Jim Hester – a real Appletonian villager! And "A Trbute to Jim"



On Monday 4th June 2013 Appleton lost Jim Hester. Aptly named “The Sheriff”, for his rounding up of youngsters and sending them on their way! Another reason was his reputation, in the early 1950s, for wandering around the village with his shotgun. Indeed: there was one much talked about moment when an old Appleton lady visited the wood yard and asked Jim if he could rescue her cat which was perched high on a branch of a large elm tree near the Manor entrance. “Don’t worry, my dear”, responded Jim, “I’ll be along shortly”. The old lady left the yard and returned to the Manor entrance where a small group of people had now gathered. Shortly afterwards someone remarked: “Here comes Jim…but he has got his gun”. The old lady looked in horror and pleaded with him not shoot her cat. But Jim took aim and let off the two barrels of the 12 bore, aiming high and above the cat! The cat was startled, leapt from the branch and landed safely in the undergrowth! After the gun smoke had cleared up, Jim calmly said: "the blighter won't be going up that tree again!"    


A man born in Appleton and, apart from three years when he was conscripted and joined the Royal Engineers, lived and worked in the village for his 85 years. Poignantly he actually died in his wood yard. One moment son Nick, who now runs the business from the same location, was chatting with his father when suddenly he collapsed and within minutes had died of a heart attack.


Born on 1st April 1928, Jim’s early childhood was spent at Appleton School and he enjoyed the freedom youngsters had in those days of playing around the village. His mother was Louise-May White (of farming connections rather than his cousins, the “bellhangers”) and his father, Sidney, a woodman. He was born in the house next to The Thatched Tavern, owned by his uncle George, who also had a blacksmiths shop attached to the pub.


At the age of 2, whilst his mother was hanging out the washing one day, the young inquisitive Jim toddled up the garden to explore. On turning around his mother wondered where he had gone but heard some splashing. She ran to the source of the noise and found little Jim floating in the well. Luckily two local men, who happened to be working opposite, were quickly called and they managed to haul him out of the well. Needless-to-say: Jim was not fazed by this experience.


Jim would say: “My aunts and uncles never borrowed money from anyone outside the family and they would barter from each other for labour and the use of horses and equipment”. No need for either banks or loan sharks in those days!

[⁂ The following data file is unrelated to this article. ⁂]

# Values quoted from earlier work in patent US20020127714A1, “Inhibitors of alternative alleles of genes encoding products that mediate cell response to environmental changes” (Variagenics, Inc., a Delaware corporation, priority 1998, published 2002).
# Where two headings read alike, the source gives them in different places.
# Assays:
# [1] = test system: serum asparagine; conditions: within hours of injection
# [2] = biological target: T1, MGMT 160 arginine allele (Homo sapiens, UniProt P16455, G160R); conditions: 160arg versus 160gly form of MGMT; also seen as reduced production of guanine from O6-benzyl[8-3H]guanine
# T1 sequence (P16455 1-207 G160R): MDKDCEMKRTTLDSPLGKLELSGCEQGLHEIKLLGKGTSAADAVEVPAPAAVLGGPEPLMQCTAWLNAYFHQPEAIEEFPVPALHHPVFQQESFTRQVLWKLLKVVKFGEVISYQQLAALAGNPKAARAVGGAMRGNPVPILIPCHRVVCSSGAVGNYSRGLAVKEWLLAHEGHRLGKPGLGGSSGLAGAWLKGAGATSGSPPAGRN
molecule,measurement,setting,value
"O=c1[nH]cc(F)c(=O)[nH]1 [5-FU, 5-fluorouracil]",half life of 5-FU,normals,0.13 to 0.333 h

On leaving school at the age of 14 in the year 1942 he began working with his father and uncle in the wood yard business. “By now”, wrote Jim in his notes, “we had three horses which I handled from the age of 12 or so. They would plough, till and harvest and were also used for hauling timber. So I was very well acquainted with my horses and farm work. We had no motor vehicles apart from an Austin 10 van but because of fuel rationing we relied on the horses to do most of the work.” Jim would spend many happy hours working in the surrounding woods, often shooting a rabbit with his trusty Martini-action rifle. The rabbit would be carefully concealed in the nosebag for the trip home - the bag still fitted to the horse's nose!


In 1944 Jim had registered for an “essential works order”. One official said to Jim: “I see you have registered as a lumberjack?” “Yes”, responded Jim: “I was just showing off.” The official smiled and said: “I thought lumberjacks were Canadians!” “No sir”, Jim retorted: “I work in my father’s business.”


Called up and joining the Royal Engineers, Jim spent a very happy three years mainly in Greece. Firstly billeted in Athens, he and a troop were then sent to Pireus on the coast where they were to help manage the stone quarries and assist in the rebuilding of that country after the Second World War.




















                                                                                  Jim in Greece


He describes this period as one of the “best holidays of my life”! The engineers would arise early, do their duties and then spend the afternoons on the beach! In the evenings they would frequent the local taverns and it was here he was to meet Anna. Indeed: she would be seen riding side-saddle on the back of his WD Arial 350 motorcycle: there’s romance for you!


On returning to Appleton he kept in touch with his “lovely Annastasia” and eventually, in 1949, she came to England as an “alien” – meaning they had to marry for her to become a British national. They were married in September 1949.


Anna is well remembered by Appletonians as a person with a lovely smile and who was always very kind to children. Sadly Anna died in 2006 after a long illness that saw her in and out of hospital with Jim caring for her in her latter years.  They had three children: Phyllis, Judy and Nick.